Study purpose: In domestic swine populations lacking proactive screening for chromosomal defects, approximately 50% of hypoprolific boars responsible for reduced litter sizes are afflicted by a reciprocal translocation . Pre-screening of young boars can identify the carriers of these abnormalities before sows are inseminated and economic losses incurred. Chromosomal screening of boar populations by karyotyping is well established in multiple European countries. The cytogenetics lab in Toulouse, France has karyotyped over 35,000 boars and characterized over 180 unique reciprocal translocations (RTLs) since 1992. In contrast, North America had been slower to adopt karyotype screening since first using it to explain low litter size boars in the early 1990s. However, awareness of the importance of screening is growing and access to this service is no longer an issue. The purpose of this study was to present the prevalence and economic consequences of chromosomal defects in the North American boar population.
Methods: Karyotyping identifies abnormalities in chromosome number and appearance with structural rearrangements most relevant to swine reproduction, particularly RTLs. Using a classical cytogenetics GTG-banding technique and Smart Type software our lab has karyotyped approximately 2,000 blood samples from US and Canadian boars since 2013.
Results: The screening of 1,877 boars with no specific reproductive records identified 13 RTL carriers (0.69%), while an analysis of 62 suspected hypoprolific boars submitted for karyotyping identified 30 RTLs with a frequency of 48.4%. Economic modelling highlights the consequences of RTLs, with a single carrier boar resulting in $180,821 USD in lost revenue over his lifetime when processed at 2.5 billion sperm per dose at a weaned pig value of $35 USD.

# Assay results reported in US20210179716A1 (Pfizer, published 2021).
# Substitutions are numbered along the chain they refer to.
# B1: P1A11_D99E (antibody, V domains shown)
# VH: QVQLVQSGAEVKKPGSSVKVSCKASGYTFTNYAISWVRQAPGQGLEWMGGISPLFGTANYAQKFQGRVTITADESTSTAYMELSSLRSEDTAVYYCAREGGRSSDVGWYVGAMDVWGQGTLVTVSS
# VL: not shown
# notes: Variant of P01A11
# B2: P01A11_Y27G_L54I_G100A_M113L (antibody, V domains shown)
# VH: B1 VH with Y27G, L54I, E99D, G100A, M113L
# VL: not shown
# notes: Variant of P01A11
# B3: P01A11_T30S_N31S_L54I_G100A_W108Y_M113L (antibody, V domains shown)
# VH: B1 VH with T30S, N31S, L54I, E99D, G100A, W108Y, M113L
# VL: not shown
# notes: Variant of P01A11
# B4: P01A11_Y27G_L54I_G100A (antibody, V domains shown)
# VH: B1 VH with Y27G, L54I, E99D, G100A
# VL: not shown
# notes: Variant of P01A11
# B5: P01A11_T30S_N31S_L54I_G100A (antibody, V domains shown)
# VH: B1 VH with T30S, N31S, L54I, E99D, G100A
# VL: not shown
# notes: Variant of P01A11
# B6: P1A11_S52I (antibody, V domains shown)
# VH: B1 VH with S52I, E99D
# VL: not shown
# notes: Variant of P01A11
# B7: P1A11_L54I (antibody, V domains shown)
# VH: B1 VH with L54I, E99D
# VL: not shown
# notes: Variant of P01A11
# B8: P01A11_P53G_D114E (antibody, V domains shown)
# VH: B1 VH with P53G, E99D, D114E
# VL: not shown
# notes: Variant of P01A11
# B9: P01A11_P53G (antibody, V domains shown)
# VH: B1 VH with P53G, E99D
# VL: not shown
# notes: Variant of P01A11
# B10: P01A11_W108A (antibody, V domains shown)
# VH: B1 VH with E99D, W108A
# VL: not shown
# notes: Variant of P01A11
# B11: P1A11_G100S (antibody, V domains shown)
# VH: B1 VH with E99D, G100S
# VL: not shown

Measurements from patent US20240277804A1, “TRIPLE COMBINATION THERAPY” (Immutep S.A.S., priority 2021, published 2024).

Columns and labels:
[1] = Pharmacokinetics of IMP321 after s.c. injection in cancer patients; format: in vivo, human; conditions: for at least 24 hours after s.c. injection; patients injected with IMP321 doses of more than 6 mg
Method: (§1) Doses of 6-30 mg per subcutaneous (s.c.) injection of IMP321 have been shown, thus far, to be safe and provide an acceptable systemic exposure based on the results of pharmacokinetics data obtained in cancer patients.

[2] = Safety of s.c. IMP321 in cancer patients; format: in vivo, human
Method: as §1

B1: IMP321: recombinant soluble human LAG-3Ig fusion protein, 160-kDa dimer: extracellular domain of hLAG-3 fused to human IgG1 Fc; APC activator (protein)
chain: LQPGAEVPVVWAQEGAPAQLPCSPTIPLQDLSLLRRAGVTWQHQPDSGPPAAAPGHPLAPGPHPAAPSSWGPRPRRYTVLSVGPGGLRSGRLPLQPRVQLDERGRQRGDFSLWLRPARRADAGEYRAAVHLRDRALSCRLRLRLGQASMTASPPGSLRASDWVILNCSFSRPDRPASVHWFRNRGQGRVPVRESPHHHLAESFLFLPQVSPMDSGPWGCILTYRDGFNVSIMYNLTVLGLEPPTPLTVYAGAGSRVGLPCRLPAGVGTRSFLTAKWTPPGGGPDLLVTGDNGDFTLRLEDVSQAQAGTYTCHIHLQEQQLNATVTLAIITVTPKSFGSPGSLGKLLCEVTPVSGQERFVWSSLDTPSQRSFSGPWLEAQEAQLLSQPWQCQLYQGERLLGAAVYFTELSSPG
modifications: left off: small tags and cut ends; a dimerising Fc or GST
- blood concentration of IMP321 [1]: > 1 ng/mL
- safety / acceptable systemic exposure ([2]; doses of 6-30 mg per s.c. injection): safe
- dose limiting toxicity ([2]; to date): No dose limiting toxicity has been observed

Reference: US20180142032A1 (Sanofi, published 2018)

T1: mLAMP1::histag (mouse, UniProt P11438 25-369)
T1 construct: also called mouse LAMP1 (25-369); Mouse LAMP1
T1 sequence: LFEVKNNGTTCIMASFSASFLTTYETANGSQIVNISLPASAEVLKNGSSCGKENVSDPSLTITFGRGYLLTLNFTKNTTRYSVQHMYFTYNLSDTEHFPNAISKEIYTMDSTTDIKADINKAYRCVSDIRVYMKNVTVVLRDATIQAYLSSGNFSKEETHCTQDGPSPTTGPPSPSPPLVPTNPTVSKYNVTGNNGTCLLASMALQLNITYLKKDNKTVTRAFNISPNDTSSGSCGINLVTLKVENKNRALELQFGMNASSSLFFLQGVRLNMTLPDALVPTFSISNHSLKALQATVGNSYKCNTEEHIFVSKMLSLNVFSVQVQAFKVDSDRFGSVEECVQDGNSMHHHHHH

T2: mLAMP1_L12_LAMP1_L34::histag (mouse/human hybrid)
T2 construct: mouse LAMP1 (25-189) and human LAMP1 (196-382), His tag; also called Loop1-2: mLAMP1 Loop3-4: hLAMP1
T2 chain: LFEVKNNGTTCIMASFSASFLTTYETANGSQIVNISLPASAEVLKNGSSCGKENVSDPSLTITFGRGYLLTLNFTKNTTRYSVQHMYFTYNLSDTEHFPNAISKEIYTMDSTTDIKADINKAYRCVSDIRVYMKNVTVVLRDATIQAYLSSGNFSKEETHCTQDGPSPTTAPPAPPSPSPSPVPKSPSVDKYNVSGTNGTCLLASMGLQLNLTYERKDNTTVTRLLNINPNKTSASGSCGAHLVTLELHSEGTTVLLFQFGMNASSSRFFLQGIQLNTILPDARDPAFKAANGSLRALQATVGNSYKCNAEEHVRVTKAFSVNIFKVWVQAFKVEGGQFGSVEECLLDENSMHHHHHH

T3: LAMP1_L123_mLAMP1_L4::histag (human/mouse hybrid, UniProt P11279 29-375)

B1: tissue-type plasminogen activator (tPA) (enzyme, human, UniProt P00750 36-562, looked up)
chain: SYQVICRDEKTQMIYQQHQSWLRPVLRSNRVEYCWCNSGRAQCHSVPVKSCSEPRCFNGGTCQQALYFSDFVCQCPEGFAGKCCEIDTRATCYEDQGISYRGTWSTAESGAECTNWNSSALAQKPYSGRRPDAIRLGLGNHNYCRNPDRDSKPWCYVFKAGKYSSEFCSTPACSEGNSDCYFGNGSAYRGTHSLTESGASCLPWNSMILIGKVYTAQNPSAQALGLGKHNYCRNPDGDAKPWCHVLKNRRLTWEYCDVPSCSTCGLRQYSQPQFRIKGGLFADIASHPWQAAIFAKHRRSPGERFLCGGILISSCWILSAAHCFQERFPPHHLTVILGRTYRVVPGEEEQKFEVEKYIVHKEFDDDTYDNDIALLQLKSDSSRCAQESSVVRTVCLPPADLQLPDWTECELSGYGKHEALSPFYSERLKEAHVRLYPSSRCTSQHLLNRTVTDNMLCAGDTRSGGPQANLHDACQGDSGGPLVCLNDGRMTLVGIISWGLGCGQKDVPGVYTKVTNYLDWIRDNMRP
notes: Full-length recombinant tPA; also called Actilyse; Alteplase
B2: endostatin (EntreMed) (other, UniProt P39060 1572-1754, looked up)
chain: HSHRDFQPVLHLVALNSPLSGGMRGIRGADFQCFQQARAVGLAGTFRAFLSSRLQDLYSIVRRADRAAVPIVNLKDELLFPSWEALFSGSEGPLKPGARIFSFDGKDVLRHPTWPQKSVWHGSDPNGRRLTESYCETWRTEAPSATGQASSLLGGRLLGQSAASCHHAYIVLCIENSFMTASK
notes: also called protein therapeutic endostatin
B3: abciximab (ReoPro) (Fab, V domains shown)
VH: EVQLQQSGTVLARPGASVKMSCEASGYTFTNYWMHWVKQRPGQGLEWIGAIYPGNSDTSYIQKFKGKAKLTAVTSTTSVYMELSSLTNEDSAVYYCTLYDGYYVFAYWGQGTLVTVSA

Conclusions: Karyotyping is a valuable tool for enhancing reproductive performance and minimizing economic losses, due to the unique ability of a single test to identify a high proportion of hypoprolific boars. Data from our lab demonstrates that the frequency of RTLs in North American is similar to the European boar population, providing compelling evidence for including karyotyping in the comprehensive quality control of boar studs everywhere. Also, due to the high proportion of hypoprolific boars explained by chromosomal translocations, it is advisable for researchers investigating other types of andrology assays related to boar fertility to have their subjects screened for RTL’s to avoid interference with their conclusions.